1. Using One Resume for All Applications
You have to tailor your resume to fit every job application – there is no “One Resume Fits All” format. Recruiters use a resume as a tool to shorten the list of potential interview candidates. Make sure your resume speaks directly to the job you’re applying for.
If you were applying to a nursing home, and you had to choose between including your volunteer history at a hospital, or your time as a member of your local photography club, which would you include? Probably your time at the hospital. First, include everything that fits with your desired job – then, and only then include everything else if there’s enough space.
2. Incorrect Resume Length
This will depend on the type of job you’re looking for. Many jobs – specifically ones in finance or very fast-paced businesses prefer that a resume be one page at most. This does not mean three quarters of a page, or one and a bit – one exactly.
Resumes for government positions, or other businesses such at marketing usually allow for longer resumes; about two to three pages. Research the industry, and keep it within that length.
3. Not Clearly Focused
Employers are very busy people – they usually only give your resume between 2 and 20 seconds to make an impression, and then it’s either the trash, or you’ve got yourself an interview.
Including an objective statement is a great way to make your intentions known. Be sure that your application package (resume and cover letter) clearly indicate the type of work you are looking for.
4. Spelling Mistakes
Speling mistakes do not look profesional. See? You would be surprised how many resumes have spelling and grammatical errors. Proof-read your resume, and have someone else look at it to be sure. Even just one mistake is enough reason for an employer to throw your resume in the trash.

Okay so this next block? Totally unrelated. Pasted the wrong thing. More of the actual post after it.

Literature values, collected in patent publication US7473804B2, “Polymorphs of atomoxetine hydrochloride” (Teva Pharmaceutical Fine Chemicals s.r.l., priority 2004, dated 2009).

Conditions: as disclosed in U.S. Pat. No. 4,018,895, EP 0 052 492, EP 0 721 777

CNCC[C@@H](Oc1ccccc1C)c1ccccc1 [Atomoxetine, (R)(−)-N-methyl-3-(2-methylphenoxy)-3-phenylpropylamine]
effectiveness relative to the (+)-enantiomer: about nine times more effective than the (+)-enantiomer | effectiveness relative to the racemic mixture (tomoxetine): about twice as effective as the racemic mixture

5. Lack of Action Words
Make sure that you include ‘action words’ in your resume. These will help create energy and they’re what employers are looking for. They signal specific actions and skills, which are often sought after by companies.
Use words like “Achieved” or “Optimized” or “Supervised” where appropriate, but be careful not to overuse.
6. Irrelevant Information
Information such as your age, race, gender, nationality (sometimes), marital status, other personal information are not needed on a resume. Unless they are relevant to your job (in which case it will be made known to you before you apply), irrelevant information should be left off your resume. It also reduces the number of reasons to not offer you an interview.
7. Not Enough Self-Promotion
Go ahead! Talk about your achievements! That’s what a resume is for. Don’t be humble – if you were in charge of something that became a success, be sure to mention it in your resume.
Employers want to see what you achieved in your positions; they don’t want a job description. Instead of saying “Stacked boxes in storage facility” you could write “Improved inventory management, leading to 12% increase in turnaround time.”
Be sure to not stretch the truth – or lie. If caught, this could be detrimental to your career.
8. Incorrect Formatting
Make sure your resume looks nice. You can use a resume template if you like, but you may want to personalize it a bit. (Just don’t overdo it.)
It’s up to you what you want to put first, but be consistent; if you’re doing it chronologically, make sure everything on the resume is chronological. Be sure to use bullet points instead of paragraphs, and don’t forget to include your name and contact information at or near the top.
Unless you’re applying to a creative job (marketing, hair stylist, etc.) keep the resume in black and white.
9. Does Not Highlight Your Skills
Somewhere in the resume you should specifically point out your skills if your education or work experience hasn’t already done this for you. It could be a separate section, or part of your education section, but make sure it’s there.
10. References Included in Resume
You only need referenced if your employer requests it. Don’t list them on your resume. Even the phrase “Referenced available upon request.” can be left off, because it’s assumed you will be able to provide references.
Remember not to make these 10 mistakes, and your resume will be on track to getting you an interview!
Kieran Scott is a career coach and hiring expert with 12 years of experience in the industry.